Interestingly and rather unusually, vermiculite is used to incubate eggs, specifically reptile eggs. Eggs of all different kinds of reptiles including geckos, snakes, iguanas and even turtles can be placed in exfoliated vermiculite and left to develop before they hatch. Once in a plastic container or something of the sort, the vermiculite must in most cases be dampened so as to be moist – not soaked. A depression can then be made in the vermiculite, large enough to place the reptile egg within and to ensure that each egg has sufficient space to hatch.
Why vermiculite? There are a number of reasons why vermiculite is ideally suited to this application. For example, vermiculite is a good thermal insulator and is thus able to maintain a level of humidity, crucial for keeping the eggs warm. Equally however, the eggs cannot become too warm for risk of drying out. Vermiculite is also well known for its ability to retain moisture and control its slow release; it is due to this property that it is so frequently applied to compost mixes in horticulture. For the reptile eggs, this ensures that the hydrated environment required, is maintained.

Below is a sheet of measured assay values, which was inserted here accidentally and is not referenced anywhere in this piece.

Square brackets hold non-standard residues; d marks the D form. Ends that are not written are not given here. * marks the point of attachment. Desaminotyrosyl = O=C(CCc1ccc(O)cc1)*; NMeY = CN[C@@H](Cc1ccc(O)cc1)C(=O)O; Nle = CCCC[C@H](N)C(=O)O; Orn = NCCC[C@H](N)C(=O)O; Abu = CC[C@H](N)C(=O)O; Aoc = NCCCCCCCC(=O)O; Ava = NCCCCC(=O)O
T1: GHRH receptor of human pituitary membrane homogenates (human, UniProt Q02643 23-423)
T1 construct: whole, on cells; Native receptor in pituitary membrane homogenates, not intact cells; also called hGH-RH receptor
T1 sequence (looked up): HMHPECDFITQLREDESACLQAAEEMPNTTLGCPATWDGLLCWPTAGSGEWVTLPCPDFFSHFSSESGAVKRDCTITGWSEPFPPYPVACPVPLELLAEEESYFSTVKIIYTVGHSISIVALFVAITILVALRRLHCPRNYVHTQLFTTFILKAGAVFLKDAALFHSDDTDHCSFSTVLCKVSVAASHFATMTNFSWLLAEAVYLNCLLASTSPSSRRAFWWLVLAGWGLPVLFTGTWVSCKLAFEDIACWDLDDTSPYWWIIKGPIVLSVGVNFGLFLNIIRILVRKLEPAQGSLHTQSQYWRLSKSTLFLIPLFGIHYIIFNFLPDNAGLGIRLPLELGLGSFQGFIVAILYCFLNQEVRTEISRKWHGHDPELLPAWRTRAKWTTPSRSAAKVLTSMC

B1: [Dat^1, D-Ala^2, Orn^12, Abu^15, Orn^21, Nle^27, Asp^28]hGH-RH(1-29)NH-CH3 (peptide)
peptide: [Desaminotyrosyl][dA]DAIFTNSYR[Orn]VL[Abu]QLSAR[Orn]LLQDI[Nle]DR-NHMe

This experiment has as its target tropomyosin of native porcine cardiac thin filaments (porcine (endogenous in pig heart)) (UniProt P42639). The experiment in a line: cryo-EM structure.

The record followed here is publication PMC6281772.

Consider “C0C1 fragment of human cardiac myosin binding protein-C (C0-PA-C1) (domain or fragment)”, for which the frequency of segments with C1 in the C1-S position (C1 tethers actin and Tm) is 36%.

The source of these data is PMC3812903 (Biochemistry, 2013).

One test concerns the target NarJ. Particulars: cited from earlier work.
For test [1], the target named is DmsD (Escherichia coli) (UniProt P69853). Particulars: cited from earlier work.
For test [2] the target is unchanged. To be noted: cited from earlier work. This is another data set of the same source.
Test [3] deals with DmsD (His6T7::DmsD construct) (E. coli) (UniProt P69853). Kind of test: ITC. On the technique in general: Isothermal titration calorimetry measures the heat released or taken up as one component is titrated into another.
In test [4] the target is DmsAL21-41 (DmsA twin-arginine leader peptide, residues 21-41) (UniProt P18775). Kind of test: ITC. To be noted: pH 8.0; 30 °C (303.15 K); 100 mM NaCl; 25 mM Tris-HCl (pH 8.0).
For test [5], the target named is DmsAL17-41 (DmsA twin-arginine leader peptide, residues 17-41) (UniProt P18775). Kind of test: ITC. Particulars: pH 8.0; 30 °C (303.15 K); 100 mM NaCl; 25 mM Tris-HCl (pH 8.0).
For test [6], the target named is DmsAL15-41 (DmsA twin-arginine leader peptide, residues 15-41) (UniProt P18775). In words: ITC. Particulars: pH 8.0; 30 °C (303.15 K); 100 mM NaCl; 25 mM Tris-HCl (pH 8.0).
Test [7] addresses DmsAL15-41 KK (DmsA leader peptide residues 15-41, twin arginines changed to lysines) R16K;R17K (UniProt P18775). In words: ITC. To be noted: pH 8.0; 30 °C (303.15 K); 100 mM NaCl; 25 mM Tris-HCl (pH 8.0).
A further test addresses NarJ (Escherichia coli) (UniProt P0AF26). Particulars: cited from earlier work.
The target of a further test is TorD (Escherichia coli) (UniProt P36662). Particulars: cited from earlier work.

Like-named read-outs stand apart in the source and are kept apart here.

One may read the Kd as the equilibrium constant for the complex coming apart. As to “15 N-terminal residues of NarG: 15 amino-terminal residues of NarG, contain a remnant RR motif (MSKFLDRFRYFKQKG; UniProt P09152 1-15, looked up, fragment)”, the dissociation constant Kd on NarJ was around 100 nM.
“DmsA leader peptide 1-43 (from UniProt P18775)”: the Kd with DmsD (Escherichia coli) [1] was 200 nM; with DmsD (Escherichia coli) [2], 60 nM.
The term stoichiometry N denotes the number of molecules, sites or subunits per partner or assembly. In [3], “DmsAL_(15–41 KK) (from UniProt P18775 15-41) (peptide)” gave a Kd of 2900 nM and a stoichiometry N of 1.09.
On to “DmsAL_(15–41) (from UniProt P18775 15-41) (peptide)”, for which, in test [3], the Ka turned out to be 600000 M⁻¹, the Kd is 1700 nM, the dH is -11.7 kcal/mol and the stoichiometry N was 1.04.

Visually, exfoliated vermiculite resembles a concertina. It is this structure that allows air to flow freely and thus ensures that the temperature within the container is constant. Within such an environment, there can be risk of mould and fungi growth. However, vermiculite is sterile and thus prevents such growth from occurring. Ultimately, vermiculite’s properties make it ideal for use in egg incubation.